Slavery contracts

Guy and Doll have agreed that Guy will act as Doll directs, and that Doll is entitled to use force or punishment to get Guy to do as she directs if he ever demurs or falls short. Guy has contracted
Philosophy News image
Guy and Doll have agreed that Guy will act as Doll directs, and that Doll is entitled to use force or punishment to get Guy to do as she directs if he ever demurs or falls short. Guy is aware that Doll will sometimes use him sexually and punish him for her pleasure; indeed, that is one reason why he chose to submit to her. As Doll is not entitled to violate any legitimate claims of third parties, she does not have the authority to direct Guy to do such things. Both Guy and Doll understand that. But they sometimes play a game in which Doll orders Guy to do such things, to provide Doll with a pretext for punishing Guy severely when he (rightly) refuses to carry out her orders. Guy has contracted to be Doll’s slave. Such contracts are familiar from fiction and from history; and some people may have familiarity with them in contemporary life. Yet it has been common since the Enlightenment for philosophers to argue that such contracts are impossible. Recent philosophers have used the same. . .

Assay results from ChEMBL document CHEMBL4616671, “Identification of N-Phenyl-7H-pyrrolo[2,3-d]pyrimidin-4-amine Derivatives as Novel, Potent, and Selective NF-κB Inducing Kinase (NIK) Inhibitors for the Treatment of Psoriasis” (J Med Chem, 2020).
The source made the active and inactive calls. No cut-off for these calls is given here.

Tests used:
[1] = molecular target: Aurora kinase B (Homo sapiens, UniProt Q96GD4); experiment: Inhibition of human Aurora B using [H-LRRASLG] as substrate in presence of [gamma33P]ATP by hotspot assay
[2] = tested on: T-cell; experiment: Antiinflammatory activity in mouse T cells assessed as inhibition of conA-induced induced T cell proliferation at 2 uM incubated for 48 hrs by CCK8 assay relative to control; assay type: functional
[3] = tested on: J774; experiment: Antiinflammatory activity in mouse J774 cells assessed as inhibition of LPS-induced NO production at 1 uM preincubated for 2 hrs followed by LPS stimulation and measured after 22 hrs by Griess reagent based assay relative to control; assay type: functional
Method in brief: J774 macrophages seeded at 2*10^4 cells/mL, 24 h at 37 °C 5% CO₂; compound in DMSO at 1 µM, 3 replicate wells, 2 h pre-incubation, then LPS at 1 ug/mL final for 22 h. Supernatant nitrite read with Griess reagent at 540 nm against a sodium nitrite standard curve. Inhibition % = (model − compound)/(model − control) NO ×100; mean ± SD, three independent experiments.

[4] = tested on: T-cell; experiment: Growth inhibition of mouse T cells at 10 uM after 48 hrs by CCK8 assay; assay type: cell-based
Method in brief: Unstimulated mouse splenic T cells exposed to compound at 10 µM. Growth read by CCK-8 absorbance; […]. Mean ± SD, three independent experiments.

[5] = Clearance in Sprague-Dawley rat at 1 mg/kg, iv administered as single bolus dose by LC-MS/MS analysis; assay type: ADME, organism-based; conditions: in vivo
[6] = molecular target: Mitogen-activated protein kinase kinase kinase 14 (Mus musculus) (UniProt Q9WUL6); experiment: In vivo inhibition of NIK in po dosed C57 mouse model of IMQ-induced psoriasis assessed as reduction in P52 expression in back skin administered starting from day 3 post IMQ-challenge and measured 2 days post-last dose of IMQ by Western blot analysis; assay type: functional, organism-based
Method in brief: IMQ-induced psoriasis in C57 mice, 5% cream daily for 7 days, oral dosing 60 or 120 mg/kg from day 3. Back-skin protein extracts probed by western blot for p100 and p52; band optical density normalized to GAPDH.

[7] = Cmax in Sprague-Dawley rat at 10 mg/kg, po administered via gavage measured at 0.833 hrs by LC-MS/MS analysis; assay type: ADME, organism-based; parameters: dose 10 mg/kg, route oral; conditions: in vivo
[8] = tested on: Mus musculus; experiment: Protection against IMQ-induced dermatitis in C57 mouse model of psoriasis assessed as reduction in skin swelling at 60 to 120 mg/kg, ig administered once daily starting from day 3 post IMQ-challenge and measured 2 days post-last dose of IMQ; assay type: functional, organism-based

Continue reading . . .

News source: OUPblog » Philosophy

blog comments powered by Disqus